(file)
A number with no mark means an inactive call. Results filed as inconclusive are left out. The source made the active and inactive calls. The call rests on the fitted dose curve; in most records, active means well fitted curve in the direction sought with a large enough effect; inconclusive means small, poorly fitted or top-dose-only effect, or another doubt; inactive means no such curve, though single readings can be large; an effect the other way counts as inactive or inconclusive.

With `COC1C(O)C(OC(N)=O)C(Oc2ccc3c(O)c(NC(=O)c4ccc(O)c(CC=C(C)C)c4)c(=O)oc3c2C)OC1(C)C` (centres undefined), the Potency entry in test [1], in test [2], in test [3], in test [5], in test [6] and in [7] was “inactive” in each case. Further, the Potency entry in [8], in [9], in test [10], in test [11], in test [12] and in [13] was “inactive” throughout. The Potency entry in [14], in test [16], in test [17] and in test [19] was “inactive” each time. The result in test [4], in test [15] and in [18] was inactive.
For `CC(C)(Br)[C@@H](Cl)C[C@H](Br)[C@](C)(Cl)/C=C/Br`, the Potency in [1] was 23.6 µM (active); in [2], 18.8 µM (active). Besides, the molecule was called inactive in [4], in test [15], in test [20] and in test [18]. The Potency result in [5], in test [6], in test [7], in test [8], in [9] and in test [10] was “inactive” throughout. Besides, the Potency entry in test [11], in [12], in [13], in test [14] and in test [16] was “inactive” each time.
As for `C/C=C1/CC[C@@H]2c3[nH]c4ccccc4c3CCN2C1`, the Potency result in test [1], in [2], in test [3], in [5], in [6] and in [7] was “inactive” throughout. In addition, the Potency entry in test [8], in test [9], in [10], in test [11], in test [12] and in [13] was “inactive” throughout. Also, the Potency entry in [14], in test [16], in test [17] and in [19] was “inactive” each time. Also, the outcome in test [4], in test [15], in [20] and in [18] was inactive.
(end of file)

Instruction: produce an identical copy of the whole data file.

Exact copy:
A number with no mark means an inactive call. Results filed as inconclusive are left out. The source made the active and inactive calls. The call rests on the fitted dose curve; in most records, active means well fitted curve in the direction sought with a large enough effect; inconclusive means small, poorly fitted or top-dose-only effect, or another doubt; inactive means no such curve, though single readings can be large; an effect the other way counts as inactive or inconclusive.

With `COC1C(O)C(OC(N)=O)C(Oc2ccc3c(O)c(NC(=O)c4ccc(O)c(CC=C(C)C)c4)c(=O)oc3c2C)OC1(C)C` (centres undefined), the Potency entry in test [1], in test [2], in test [3], in test [5], in test [6] and in [7] was “inactive” in each case. Further, the Potency entry in [8], in [9], in test [10], in test [11], in test [12] and in [13] was “inactive” throughout. The Potency entry in [14], in test [16], in test [17] and in test [19] was “inactive” each time. The result in test [4], in test [15] and in [18] was inactive.
For `CC(C)(Br)[C@@H](Cl)C[C@H](Br)[C@](C)(Cl)/C=C/Br`, the Potency in [1] was 23.6 µM (active); in [2], 18.8 µM (active). Besides, the molecule was called inactive in [4], in test [15], in test [20] and in test [18]. The Potency result in [5], in test [6], in test [7], in test [8], in [9] and in test [10] was “inactive” throughout. Besides, the Potency entry in test [11], in [12], in [13], in test [14] and in test [16] was “inactive” each time.
As for `C/C=C1/CC[C@@H]2c3[nH]c4ccccc4c3CCN2C1`, the Potency result in test [1], in [2], in test [3], in [5], in [6] and in [7] was “inactive” throughout. In addition, the Potency entry in test [8], in test [9], in [10], in test [11], in test [12] and in [13] was “inactive” throughout. Also, the Potency entry in [14], in test [16], in test [17] and in [19] was “inactive” each time. Also, the outcome in test [4], in test [15], in [20] and in [18] was inactive.